• Dec 2009/Jan 2010
  • Vol. 10, No. 10

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Cities Can Improve Outcomes for Youth Transitioning to Adulthood

Older youth transitioning from foster care to independent living face a number of challenges, including the risk of becoming homeless, dropping out of school, being unemployed and depending on public assistance, having children at a young age, or engaging in criminal activities. Although city governments do not manage the foster care system, city leaders are becoming aware of the impact that youth who are aging out of foster care have on their communities and what can be done to support them.

The Municipal Action Guide on Supporting Foster Youth Transitions to Adulthood from the National League of Cities offers strategies and steps that city leaders can adopt to address the needs of transitioning foster youth and to improve communities. Recommendations include:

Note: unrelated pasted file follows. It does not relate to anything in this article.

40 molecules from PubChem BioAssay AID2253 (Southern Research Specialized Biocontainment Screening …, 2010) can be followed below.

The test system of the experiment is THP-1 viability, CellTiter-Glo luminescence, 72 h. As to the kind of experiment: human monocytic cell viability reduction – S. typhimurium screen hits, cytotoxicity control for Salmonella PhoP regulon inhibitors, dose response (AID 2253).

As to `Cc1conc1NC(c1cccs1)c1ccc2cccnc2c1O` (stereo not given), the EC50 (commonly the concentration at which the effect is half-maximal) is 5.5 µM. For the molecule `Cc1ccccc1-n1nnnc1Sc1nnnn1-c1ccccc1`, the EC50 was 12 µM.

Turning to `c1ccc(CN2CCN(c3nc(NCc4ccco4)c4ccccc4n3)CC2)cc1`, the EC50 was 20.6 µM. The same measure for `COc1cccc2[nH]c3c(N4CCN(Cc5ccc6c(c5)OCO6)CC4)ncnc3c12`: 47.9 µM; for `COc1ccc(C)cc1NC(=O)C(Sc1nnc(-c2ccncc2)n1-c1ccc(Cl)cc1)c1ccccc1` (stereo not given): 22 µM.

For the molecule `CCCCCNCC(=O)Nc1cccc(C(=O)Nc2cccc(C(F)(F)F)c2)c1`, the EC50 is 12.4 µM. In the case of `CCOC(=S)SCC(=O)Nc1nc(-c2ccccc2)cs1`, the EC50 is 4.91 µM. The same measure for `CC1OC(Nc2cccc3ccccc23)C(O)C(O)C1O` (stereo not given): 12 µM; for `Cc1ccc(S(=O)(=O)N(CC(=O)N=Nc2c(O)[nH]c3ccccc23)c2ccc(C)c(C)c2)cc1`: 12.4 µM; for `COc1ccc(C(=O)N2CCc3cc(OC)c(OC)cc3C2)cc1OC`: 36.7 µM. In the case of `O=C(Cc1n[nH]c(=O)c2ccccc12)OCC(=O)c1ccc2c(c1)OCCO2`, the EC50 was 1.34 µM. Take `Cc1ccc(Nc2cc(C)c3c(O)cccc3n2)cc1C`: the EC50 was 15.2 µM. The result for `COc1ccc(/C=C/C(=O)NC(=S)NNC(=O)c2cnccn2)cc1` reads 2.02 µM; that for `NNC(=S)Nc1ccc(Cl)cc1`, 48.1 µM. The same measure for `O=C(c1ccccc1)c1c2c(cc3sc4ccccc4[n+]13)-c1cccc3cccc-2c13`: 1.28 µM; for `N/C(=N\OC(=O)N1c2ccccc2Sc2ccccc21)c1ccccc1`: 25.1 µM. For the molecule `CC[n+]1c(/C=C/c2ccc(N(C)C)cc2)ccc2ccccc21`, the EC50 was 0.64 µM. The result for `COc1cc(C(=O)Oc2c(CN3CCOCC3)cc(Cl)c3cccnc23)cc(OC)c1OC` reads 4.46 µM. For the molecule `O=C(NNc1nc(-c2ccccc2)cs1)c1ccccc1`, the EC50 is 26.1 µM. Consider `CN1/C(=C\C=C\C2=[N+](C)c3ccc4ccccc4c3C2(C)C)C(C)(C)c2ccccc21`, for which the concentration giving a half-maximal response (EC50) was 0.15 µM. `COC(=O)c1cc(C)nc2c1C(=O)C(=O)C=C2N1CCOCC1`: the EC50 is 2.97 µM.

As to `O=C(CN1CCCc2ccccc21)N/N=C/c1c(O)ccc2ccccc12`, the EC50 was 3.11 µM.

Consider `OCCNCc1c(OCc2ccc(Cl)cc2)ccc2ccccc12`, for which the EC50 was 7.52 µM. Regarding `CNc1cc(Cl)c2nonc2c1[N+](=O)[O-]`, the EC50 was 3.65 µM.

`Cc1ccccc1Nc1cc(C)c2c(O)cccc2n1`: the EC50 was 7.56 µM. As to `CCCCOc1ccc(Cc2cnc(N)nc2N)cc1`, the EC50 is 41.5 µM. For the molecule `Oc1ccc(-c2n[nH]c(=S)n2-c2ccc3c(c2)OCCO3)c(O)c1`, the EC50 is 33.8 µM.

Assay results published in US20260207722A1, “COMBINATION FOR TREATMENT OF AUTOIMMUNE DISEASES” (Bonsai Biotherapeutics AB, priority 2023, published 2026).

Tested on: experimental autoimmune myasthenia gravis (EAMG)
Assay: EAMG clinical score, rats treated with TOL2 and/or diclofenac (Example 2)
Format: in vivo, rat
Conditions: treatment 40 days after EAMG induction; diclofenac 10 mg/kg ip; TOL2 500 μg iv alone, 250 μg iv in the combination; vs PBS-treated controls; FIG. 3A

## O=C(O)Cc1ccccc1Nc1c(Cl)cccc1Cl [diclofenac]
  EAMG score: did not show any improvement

• Gather statistics on local foster youth transitions and use this information to set goals and track progress.
  • Connect transitioning foster youth to existing programs and services.
  • Make the case for supporting foster youth transitions to adulthood.
  • Take a cross-system approach to service planning and delivery.

The guide also includes examples of cities' strategies in the areas of housing assistance, employment services, and educational transitions. Philadelphia's Achieving Independence Center is described as an example of one city's way to provide multiple services for transitioning youth in one building.

The Municipal Action Guide on Supporting Foster Youth Transitions to Adulthood, by Carlos Becerra and Andrew Moore, is available on the National League of Cities website:

www.nlc.org/ASSETS/6548970283A04EAC8EA64FDC003202FB/IYEF_Foster_Youth_MAG_8-09.pdf (756 KB)
 

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